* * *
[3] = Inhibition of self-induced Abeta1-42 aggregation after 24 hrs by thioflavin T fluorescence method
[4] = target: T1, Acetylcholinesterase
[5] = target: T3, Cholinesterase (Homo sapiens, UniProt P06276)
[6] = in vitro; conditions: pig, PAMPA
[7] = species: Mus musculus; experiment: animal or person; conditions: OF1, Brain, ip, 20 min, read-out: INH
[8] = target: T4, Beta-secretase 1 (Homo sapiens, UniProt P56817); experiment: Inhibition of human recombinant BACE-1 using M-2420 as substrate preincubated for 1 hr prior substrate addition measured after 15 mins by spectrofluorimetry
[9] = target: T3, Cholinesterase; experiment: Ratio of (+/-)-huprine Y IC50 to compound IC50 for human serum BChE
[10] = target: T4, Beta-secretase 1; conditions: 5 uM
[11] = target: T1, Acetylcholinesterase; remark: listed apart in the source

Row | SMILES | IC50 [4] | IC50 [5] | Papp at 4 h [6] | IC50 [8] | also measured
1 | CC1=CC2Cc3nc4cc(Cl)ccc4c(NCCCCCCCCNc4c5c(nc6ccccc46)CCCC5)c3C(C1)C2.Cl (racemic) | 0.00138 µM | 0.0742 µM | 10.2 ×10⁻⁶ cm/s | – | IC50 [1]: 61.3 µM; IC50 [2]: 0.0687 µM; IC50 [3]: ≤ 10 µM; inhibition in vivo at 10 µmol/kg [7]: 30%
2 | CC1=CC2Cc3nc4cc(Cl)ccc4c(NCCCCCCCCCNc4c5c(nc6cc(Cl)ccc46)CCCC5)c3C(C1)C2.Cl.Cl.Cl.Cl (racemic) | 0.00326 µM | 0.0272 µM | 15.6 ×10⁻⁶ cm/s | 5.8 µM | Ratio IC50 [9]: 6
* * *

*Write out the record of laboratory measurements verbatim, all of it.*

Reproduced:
[3] = Inhibition of self-induced Abeta1-42 aggregation after 24 hrs by thioflavin T fluorescence method
[4] = target: T1, Acetylcholinesterase
[5] = target: T3, Cholinesterase (Homo sapiens, UniProt P06276)
[6] = in vitro; conditions: pig, PAMPA
[7] = species: Mus musculus; experiment: animal or person; conditions: OF1, Brain, ip, 20 min, read-out: INH
[8] = target: T4, Beta-secretase 1 (Homo sapiens, UniProt P56817); experiment: Inhibition of human recombinant BACE-1 using M-2420 as substrate preincubated for 1 hr prior substrate addition measured after 15 mins by spectrofluorimetry
[9] = target: T3, Cholinesterase; experiment: Ratio of (+/-)-huprine Y IC50 to compound IC50 for human serum BChE
[10] = target: T4, Beta-secretase 1; conditions: 5 uM
[11] = target: T1, Acetylcholinesterase; remark: listed apart in the source

Row | SMILES | IC50 [4] | IC50 [5] | Papp at 4 h [6] | IC50 [8] | also measured
1 | CC1=CC2Cc3nc4cc(Cl)ccc4c(NCCCCCCCCNc4c5c(nc6ccccc46)CCCC5)c3C(C1)C2.Cl (racemic) | 0.00138 µM | 0.0742 µM | 10.2 ×10⁻⁶ cm/s | – | IC50 [1]: 61.3 µM; IC50 [2]: 0.0687 µM; IC50 [3]: ≤ 10 µM; inhibition in vivo at 10 µmol/kg [7]: 30%
2 | CC1=CC2Cc3nc4cc(Cl)ccc4c(NCCCCCCCCCNc4c5c(nc6cc(Cl)ccc46)CCCC5)c3C(C1)C2.Cl.Cl.Cl.Cl (racemic) | 0.00326 µM | 0.0272 µM | 15.6 ×10⁻⁶ cm/s | 5.8 µM | Ratio IC50 [9]: 6